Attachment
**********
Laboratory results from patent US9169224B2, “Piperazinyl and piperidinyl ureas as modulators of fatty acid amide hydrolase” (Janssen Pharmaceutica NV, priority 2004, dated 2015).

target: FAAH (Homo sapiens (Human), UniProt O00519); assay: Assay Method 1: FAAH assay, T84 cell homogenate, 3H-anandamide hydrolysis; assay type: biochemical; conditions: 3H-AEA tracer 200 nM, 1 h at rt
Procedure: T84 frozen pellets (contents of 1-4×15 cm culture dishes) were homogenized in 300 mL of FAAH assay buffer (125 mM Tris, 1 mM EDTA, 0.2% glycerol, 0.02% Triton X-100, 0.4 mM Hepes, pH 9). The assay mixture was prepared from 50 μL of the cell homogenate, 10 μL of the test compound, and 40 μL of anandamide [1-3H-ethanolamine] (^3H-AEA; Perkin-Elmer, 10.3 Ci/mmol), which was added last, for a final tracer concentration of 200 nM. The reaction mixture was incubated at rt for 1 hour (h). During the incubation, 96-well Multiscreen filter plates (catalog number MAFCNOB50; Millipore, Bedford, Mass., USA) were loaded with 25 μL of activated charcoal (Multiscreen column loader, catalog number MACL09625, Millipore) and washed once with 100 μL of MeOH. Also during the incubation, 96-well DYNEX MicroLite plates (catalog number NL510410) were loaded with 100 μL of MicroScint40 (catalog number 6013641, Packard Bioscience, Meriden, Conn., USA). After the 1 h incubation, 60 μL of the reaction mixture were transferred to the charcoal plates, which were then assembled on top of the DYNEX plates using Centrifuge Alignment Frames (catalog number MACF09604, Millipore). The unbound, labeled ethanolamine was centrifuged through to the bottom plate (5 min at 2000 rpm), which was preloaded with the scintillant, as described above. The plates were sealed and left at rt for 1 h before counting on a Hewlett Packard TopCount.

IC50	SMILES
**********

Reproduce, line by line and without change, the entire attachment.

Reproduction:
Laboratory results from patent US9169224B2, “Piperazinyl and piperidinyl ureas as modulators of fatty acid amide hydrolase” (Janssen Pharmaceutica NV, priority 2004, dated 2015).

target: FAAH (Homo sapiens (Human), UniProt O00519); assay: Assay Method 1: FAAH assay, T84 cell homogenate, 3H-anandamide hydrolysis; assay type: biochemical; conditions: 3H-AEA tracer 200 nM, 1 h at rt
Procedure: T84 frozen pellets (contents of 1-4×15 cm culture dishes) were homogenized in 300 mL of FAAH assay buffer (125 mM Tris, 1 mM EDTA, 0.2% glycerol, 0.02% Triton X-100, 0.4 mM Hepes, pH 9). The assay mixture was prepared from 50 μL of the cell homogenate, 10 μL of the test compound, and 40 μL of anandamide [1-3H-ethanolamine] (^3H-AEA; Perkin-Elmer, 10.3 Ci/mmol), which was added last, for a final tracer concentration of 200 nM. The reaction mixture was incubated at rt for 1 hour (h). During the incubation, 96-well Multiscreen filter plates (catalog number MAFCNOB50; Millipore, Bedford, Mass., USA) were loaded with 25 μL of activated charcoal (Multiscreen column loader, catalog number MACL09625, Millipore) and washed once with 100 μL of MeOH. Also during the incubation, 96-well DYNEX MicroLite plates (catalog number NL510410) were loaded with 100 μL of MicroScint40 (catalog number 6013641, Packard Bioscience, Meriden, Conn., USA). After the 1 h incubation, 60 μL of the reaction mixture were transferred to the charcoal plates, which were then assembled on top of the DYNEX plates using Centrifuge Alignment Frames (catalog number MACF09604, Millipore). The unbound, labeled ethanolamine was centrifuged through to the bottom plate (5 min at 2000 rpm), which was preloaded with the scintillant, as described above. The plates were sealed and left at rt for 1 h before counting on a Hewlett Packard TopCount.

IC50	SMILES